A good way to kill two hours

Movie Review
ON January 28, 2008, the world woke up to the sad news of the passing of rising Hollywood star, Heath Ledger. At 29, Ledger allegedly overdosed on drugs and was found unconscious in his Manhattan apartment.

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The autopsy found an assortment of drugs in his system, something that in retrospect did little to affect his legacy.

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Ledger was not what one would call an A-lister, but he was well on his way to that status after daring roles in “Brokeback Mountain” (2005) and “The Dark Knight” (2008).

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It is the latter project that is the focus of this week’s review, particularly as it relates to our movie of the week — “Mission: Impossible — Rogue Nation”.

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Ledger’s portrayal of the Joker in the Christopher Nolan blockbuster “The Dark Knight” is legendary in modern cinema. Some critics have actually gone as far as labelling his portrayal of the Joker as the standard by which all baddies in the action genre should be measured.

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It is classic method acting, as he is said to have locked himself in his hotel room for weeks on end and stayed in character throughout production. There are claims that this role took its toll, leading to his eventual death.

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With action movies, the line between success and failure is often thin. Some managed to disguise their weaknesses with elaborate CGI and cheesy humour.

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The protagonist is either a clear-cut hero, one who always toes the line and is upright in every manner; or a dark hero, one who often flirts on the edge and is a victim of his circumstances.

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However, when it comes to the antagonist, there is no clear formula and one has to rely on a strong writing team and high calibre actors to create a well-rounded character and bring it to life.

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Now, I have read some “Rogue Nation” reviews and to some extent I agree many of them.

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Tom Cruise did an outstanding job in his latest outing as Ethan Hunt of the Impossible Mission Foundation (IMF). His stunts, particularly hanging from a moving plane, are out of this world and the fact that he does most of the work himself is impressive.

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The supporting cast, particularly Jeremy Renner (William Brandt), Simon Pegg (Benji) and Alec Baldwin (Alan Hunley), all play their part to the letter.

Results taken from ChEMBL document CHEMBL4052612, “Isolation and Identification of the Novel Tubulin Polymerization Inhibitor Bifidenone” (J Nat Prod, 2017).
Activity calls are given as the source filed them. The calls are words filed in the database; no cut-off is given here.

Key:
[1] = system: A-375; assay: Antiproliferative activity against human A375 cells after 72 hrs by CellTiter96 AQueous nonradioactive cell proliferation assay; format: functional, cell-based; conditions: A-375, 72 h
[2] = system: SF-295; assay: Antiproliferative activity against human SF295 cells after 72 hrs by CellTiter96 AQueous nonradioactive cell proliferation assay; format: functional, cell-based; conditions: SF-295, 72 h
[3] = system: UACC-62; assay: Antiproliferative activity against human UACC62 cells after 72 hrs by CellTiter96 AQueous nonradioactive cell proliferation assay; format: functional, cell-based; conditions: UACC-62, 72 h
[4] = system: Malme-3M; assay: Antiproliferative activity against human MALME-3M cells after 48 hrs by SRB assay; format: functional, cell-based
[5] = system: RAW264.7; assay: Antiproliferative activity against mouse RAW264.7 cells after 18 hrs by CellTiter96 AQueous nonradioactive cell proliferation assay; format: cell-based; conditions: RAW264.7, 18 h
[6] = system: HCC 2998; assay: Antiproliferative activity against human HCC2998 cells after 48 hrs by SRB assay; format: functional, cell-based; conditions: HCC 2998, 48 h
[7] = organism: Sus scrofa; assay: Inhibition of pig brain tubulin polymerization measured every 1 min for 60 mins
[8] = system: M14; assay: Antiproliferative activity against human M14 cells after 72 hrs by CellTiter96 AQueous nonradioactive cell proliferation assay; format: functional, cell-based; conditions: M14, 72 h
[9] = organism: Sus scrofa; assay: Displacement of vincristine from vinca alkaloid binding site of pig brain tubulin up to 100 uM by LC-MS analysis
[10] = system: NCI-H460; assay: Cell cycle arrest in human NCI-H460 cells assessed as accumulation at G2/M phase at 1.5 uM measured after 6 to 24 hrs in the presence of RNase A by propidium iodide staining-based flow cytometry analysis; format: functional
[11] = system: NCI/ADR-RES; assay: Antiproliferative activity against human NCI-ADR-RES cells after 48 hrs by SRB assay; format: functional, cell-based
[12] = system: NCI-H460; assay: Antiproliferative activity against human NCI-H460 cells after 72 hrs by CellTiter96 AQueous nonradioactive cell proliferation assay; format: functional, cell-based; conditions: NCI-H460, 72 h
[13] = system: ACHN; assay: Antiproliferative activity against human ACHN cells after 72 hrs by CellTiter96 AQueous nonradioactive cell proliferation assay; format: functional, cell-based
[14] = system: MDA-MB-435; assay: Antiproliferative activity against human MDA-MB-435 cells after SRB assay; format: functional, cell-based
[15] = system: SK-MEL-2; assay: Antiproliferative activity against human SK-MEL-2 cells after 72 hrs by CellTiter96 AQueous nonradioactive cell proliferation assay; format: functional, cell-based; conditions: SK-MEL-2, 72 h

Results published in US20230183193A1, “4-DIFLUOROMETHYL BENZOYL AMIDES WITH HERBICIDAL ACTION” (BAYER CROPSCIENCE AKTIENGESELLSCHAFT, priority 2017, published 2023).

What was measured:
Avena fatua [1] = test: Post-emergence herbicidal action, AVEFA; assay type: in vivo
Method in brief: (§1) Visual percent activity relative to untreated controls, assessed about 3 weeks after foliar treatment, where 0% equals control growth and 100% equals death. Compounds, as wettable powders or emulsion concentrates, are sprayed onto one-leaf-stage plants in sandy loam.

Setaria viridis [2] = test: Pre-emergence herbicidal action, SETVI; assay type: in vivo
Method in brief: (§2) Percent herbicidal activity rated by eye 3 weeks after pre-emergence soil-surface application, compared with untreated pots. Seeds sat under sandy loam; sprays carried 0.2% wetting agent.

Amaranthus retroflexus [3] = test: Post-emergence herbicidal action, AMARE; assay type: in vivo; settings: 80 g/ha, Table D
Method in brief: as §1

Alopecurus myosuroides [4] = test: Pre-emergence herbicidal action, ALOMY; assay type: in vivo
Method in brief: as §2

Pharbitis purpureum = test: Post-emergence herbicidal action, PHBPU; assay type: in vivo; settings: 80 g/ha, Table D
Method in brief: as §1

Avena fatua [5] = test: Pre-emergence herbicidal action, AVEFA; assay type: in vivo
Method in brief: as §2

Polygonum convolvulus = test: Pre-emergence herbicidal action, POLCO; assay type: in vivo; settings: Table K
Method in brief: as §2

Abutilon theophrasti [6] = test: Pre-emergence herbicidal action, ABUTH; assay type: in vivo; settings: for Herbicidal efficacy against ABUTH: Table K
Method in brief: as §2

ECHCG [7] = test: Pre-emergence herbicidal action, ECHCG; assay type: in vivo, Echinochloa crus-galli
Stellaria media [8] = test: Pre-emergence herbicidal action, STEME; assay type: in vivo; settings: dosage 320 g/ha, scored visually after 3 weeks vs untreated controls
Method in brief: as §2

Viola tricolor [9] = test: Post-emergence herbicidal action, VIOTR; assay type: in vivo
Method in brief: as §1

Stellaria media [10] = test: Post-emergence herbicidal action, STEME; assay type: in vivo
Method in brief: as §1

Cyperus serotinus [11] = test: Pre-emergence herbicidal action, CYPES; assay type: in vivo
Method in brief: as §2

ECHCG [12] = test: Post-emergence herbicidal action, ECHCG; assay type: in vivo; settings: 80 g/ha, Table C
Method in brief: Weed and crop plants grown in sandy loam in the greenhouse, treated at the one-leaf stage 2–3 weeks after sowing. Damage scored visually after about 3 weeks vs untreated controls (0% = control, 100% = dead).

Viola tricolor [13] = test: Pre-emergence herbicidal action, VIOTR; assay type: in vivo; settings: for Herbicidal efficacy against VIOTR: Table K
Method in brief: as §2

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But then, what else is new?

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Haven’t we seen all these things in the previous four Mission Impossible films? Ethan Hunt still loves to “die” and “resurrect”, and his character remains slightly wooden.

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For everything they did well, there are a dozen films that have it better.

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The biggest fault, in my book, is the continued failure to find a good antagonist or a “good” baddie. Sean Harris was definitely not the most inspired pick.

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At least with Jon Voight in the previous instalment we had a big reveal at the end to act as a face-saver, while Dougray Scott had a back story to help ease the overloaded visuals of “Mission Impossible 2”.

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The late Philip Seymour Hoffman could actually act, so they had that to save third the instalment; while “Ghost Protocol” pushed the envelope in terms of stunt work and elaborate CGI.

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With “Rogue Nation”, we have is no back story for Harris. This is compounded by an MI girl who switches sides every time you blink, and an MI6 boss, Simon McBurney, who we are force-fed into accepting as the architect of all the madness.

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All in all, while “Mission Impossible — Rogue Nation” is a good way to kill two hours or so, one will find it extremely difficult to give it a second look.